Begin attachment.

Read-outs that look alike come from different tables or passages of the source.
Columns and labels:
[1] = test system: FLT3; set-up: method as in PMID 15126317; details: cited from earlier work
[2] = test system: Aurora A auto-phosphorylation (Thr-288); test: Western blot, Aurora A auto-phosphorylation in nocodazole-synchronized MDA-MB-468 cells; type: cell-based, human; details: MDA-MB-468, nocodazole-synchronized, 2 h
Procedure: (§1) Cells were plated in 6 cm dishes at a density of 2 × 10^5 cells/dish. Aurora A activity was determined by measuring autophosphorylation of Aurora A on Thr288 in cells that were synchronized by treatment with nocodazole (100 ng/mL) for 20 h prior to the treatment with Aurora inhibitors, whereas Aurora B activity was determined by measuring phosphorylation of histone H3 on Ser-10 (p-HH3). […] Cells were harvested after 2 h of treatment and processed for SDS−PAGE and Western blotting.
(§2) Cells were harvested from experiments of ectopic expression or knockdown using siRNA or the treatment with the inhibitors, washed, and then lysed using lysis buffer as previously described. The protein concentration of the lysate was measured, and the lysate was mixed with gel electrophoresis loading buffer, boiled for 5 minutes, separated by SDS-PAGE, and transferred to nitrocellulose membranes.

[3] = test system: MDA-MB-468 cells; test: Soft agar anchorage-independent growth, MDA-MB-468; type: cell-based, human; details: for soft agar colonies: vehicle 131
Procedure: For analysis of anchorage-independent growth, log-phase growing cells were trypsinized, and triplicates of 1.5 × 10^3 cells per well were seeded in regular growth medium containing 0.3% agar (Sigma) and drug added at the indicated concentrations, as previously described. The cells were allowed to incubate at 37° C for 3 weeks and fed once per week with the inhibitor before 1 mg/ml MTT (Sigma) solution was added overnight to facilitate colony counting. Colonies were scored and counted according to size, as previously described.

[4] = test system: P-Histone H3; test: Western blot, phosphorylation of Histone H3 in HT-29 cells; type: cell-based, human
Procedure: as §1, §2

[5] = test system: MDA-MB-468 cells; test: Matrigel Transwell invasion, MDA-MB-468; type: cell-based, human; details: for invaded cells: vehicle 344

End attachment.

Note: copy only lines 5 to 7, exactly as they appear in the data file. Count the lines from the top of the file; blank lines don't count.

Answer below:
Procedure: (§1) Cells were plated in 6 cm dishes at a density of 2 × 10^5 cells/dish. Aurora A activity was determined by measuring autophosphorylation of Aurora A on Thr288 in cells that were synchronized by treatment with nocodazole (100 ng/mL) for 20 h prior to the treatment with Aurora inhibitors, whereas Aurora B activity was determined by measuring phosphorylation of histone H3 on Ser-10 (p-HH3). […] Cells were harvested after 2 h of treatment and processed for SDS−PAGE and Western blotting.
(§2) Cells were harvested from experiments of ectopic expression or knockdown using siRNA or the treatment with the inhibitors, washed, and then lysed using lysis buffer as previously described. The protein concentration of the lysate was measured, and the lysate was mixed with gel electrophoresis loading buffer, boiled for 5 minutes, separated by SDS-PAGE, and transferred to nitrocellulose membranes.

[3] = test system: MDA-MB-468 cells; test: Soft agar anchorage-independent growth, MDA-MB-468; type: cell-based, human; details: for soft agar colonies: vehicle 131